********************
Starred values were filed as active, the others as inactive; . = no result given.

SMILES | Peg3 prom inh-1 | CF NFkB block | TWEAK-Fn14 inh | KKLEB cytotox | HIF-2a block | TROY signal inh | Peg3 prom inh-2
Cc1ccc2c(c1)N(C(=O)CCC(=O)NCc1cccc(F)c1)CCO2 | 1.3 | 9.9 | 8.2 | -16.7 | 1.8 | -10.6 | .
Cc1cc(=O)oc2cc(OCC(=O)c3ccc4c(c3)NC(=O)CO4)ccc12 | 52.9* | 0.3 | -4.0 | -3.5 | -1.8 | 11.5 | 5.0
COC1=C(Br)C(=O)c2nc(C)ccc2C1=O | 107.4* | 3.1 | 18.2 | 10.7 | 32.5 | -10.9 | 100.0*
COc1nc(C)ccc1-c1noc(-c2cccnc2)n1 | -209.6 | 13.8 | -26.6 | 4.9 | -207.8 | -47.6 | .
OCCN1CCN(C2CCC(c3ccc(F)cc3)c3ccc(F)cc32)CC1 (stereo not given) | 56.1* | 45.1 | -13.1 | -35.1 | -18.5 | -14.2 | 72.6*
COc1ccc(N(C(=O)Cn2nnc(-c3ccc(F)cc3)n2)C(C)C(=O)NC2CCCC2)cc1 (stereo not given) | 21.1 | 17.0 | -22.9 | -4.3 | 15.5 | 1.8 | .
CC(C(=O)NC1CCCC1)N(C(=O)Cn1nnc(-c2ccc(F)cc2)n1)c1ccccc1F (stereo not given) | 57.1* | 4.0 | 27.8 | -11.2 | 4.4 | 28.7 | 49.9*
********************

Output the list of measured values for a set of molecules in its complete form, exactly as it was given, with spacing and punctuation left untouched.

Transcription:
Starred values were filed as active, the others as inactive; . = no result given.

SMILES | Peg3 prom inh-1 | CF NFkB block | TWEAK-Fn14 inh | KKLEB cytotox | HIF-2a block | TROY signal inh | Peg3 prom inh-2
Cc1ccc2c(c1)N(C(=O)CCC(=O)NCc1cccc(F)c1)CCO2 | 1.3 | 9.9 | 8.2 | -16.7 | 1.8 | -10.6 | .
Cc1cc(=O)oc2cc(OCC(=O)c3ccc4c(c3)NC(=O)CO4)ccc12 | 52.9* | 0.3 | -4.0 | -3.5 | -1.8 | 11.5 | 5.0
COC1=C(Br)C(=O)c2nc(C)ccc2C1=O | 107.4* | 3.1 | 18.2 | 10.7 | 32.5 | -10.9 | 100.0*
COc1nc(C)ccc1-c1noc(-c2cccnc2)n1 | -209.6 | 13.8 | -26.6 | 4.9 | -207.8 | -47.6 | .
OCCN1CCN(C2CCC(c3ccc(F)cc3)c3ccc(F)cc32)CC1 (stereo not given) | 56.1* | 45.1 | -13.1 | -35.1 | -18.5 | -14.2 | 72.6*
COc1ccc(N(C(=O)Cn2nnc(-c3ccc(F)cc3)n2)C(C)C(=O)NC2CCCC2)cc1 (stereo not given) | 21.1 | 17.0 | -22.9 | -4.3 | 15.5 | 1.8 | .
CC(C(=O)NC1CCCC1)N(C(=O)Cn1nnc(-c2ccc(F)cc2)n1)c1ccccc1F (stereo not given) | 57.1* | 4.0 | 27.8 | -11.2 | 4.4 | 28.7 | 49.9*